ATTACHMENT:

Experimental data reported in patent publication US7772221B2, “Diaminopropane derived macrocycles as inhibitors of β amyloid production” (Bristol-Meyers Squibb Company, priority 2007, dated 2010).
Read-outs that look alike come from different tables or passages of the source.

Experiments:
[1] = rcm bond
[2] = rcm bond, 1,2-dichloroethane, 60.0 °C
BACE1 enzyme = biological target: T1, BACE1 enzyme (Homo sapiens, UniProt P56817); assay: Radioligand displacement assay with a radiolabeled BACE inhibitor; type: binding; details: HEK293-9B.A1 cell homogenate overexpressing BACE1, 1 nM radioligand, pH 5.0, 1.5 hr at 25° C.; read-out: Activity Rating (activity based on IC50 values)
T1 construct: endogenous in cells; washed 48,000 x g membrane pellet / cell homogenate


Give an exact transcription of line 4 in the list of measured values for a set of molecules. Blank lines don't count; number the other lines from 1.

[1] = rcm bond